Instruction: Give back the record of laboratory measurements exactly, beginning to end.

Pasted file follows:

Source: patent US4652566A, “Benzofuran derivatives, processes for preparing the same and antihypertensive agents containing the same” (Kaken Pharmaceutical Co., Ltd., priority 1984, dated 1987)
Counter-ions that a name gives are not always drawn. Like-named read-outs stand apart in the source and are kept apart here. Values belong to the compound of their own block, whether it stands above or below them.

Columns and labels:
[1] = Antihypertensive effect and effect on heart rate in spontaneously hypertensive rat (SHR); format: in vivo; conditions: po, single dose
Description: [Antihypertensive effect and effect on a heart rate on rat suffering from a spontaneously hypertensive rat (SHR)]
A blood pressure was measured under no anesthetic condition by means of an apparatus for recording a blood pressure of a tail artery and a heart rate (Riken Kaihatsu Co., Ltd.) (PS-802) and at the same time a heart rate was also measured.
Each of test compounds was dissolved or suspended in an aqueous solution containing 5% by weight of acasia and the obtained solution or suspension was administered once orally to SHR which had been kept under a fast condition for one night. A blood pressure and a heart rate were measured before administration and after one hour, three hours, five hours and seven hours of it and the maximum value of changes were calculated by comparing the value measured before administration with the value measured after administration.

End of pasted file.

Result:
Source: patent US4652566A, “Benzofuran derivatives, processes for preparing the same and antihypertensive agents containing the same” (Kaken Pharmaceutical Co., Ltd., priority 1984, dated 1987)
Counter-ions that a name gives are not always drawn. Like-named read-outs stand apart in the source and are kept apart here. Values belong to the compound of their own block, whether it stands above or below them.

Columns and labels:
[1] = Antihypertensive effect and effect on heart rate in spontaneously hypertensive rat (SHR); format: in vivo; conditions: po, single dose
Description: [Antihypertensive effect and effect on a heart rate on rat suffering from a spontaneously hypertensive rat (SHR)]
A blood pressure was measured under no anesthetic condition by means of an apparatus for recording a blood pressure of a tail artery and a heart rate (Riken Kaihatsu Co., Ltd.) (PS-802) and at the same time a heart rate was also measured.
Each of test compounds was dissolved or suspended in an aqueous solution containing 5% by weight of acasia and the obtained solution or suspension was administered once orally to SHR which had been kept under a fast condition for one night. A blood pressure and a heart rate were measured before administration and after one hour, three hours, five hours and seven hours of it and the maximum value of changes were calculated by comparing the value measured before administration with the value measured after administration.